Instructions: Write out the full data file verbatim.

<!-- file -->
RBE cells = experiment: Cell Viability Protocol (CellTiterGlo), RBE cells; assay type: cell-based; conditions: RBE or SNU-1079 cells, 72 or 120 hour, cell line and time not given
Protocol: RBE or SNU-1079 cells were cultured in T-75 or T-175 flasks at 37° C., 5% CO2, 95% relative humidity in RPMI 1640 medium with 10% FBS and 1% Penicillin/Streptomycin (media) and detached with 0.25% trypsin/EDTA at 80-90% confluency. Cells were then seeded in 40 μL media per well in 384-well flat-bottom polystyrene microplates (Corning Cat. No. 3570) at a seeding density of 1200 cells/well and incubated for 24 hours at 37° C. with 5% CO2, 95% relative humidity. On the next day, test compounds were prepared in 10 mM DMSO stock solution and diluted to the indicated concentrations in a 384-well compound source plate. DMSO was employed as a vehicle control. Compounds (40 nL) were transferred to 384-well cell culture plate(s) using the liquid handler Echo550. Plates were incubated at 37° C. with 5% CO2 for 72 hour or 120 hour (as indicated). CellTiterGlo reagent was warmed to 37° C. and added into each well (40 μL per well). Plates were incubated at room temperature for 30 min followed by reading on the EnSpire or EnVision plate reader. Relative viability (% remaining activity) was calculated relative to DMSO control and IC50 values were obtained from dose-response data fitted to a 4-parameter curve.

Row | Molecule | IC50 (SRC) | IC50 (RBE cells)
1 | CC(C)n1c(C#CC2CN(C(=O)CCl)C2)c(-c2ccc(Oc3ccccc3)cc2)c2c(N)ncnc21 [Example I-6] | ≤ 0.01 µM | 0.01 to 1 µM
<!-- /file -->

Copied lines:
RBE cells = experiment: Cell Viability Protocol (CellTiterGlo), RBE cells; assay type: cell-based; conditions: RBE or SNU-1079 cells, 72 or 120 hour, cell line and time not given
Protocol: RBE or SNU-1079 cells were cultured in T-75 or T-175 flasks at 37° C., 5% CO2, 95% relative humidity in RPMI 1640 medium with 10% FBS and 1% Penicillin/Streptomycin (media) and detached with 0.25% trypsin/EDTA at 80-90% confluency. Cells were then seeded in 40 μL media per well in 384-well flat-bottom polystyrene microplates (Corning Cat. No. 3570) at a seeding density of 1200 cells/well and incubated for 24 hours at 37° C. with 5% CO2, 95% relative humidity. On the next day, test compounds were prepared in 10 mM DMSO stock solution and diluted to the indicated concentrations in a 384-well compound source plate. DMSO was employed as a vehicle control. Compounds (40 nL) were transferred to 384-well cell culture plate(s) using the liquid handler Echo550. Plates were incubated at 37° C. with 5% CO2 for 72 hour or 120 hour (as indicated). CellTiterGlo reagent was warmed to 37° C. and added into each well (40 μL per well). Plates were incubated at room temperature for 30 min followed by reading on the EnSpire or EnVision plate reader. Relative viability (% remaining activity) was calculated relative to DMSO control and IC50 values were obtained from dose-response data fitted to a 4-parameter curve.

Row | Molecule | IC50 (SRC) | IC50 (RBE cells)
1 | CC(C)n1c(C#CC2CN(C(=O)CCl)C2)c(-c2ccc(Oc3ccccc3)cc2)c2c(N)ncnc21 [Example I-6] | ≤ 0.01 µM | 0.01 to 1 µM